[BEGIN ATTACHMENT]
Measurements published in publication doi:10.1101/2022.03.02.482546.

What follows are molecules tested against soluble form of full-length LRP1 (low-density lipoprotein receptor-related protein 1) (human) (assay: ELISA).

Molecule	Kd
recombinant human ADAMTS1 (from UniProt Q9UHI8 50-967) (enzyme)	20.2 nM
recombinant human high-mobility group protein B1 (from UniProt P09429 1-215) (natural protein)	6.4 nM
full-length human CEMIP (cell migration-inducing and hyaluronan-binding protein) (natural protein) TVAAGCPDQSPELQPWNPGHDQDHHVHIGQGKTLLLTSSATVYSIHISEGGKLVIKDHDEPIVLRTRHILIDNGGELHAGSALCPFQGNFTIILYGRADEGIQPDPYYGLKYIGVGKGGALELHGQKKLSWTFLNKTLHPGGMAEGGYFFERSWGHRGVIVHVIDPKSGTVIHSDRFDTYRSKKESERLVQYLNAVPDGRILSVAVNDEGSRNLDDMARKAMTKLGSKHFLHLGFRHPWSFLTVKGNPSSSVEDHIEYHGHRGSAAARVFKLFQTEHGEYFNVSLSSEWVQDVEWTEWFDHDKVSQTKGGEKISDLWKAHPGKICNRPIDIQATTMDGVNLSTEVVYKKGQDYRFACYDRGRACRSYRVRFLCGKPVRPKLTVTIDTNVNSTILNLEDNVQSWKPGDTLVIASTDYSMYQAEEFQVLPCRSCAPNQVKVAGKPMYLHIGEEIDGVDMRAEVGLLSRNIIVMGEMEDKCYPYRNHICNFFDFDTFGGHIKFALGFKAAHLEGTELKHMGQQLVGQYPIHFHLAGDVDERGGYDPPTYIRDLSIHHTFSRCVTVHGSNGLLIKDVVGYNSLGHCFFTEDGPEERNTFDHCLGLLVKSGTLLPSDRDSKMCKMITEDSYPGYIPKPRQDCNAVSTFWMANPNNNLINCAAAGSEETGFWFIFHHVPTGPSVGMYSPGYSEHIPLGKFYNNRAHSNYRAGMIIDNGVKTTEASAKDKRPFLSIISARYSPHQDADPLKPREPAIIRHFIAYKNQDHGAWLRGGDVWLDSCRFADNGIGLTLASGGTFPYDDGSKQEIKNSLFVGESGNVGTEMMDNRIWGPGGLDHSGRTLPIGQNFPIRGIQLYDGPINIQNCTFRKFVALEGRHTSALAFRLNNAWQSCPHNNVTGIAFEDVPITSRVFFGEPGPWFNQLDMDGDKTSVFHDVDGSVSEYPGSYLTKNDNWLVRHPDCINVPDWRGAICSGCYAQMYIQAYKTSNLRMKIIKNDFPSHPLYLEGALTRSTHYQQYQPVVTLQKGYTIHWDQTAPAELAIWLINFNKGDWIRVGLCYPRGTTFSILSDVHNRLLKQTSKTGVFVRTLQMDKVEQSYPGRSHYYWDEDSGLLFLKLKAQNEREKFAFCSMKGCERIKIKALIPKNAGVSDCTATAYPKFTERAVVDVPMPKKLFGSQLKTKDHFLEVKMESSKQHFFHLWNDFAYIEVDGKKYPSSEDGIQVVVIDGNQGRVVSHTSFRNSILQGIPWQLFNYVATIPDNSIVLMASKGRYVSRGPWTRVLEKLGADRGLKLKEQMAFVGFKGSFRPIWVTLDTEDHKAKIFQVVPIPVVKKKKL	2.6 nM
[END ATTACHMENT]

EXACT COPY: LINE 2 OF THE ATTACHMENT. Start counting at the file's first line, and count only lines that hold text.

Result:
What follows are molecules tested against soluble form of full-length LRP1 (low-density lipoprotein receptor-related protein 1) (human) (assay: ELISA).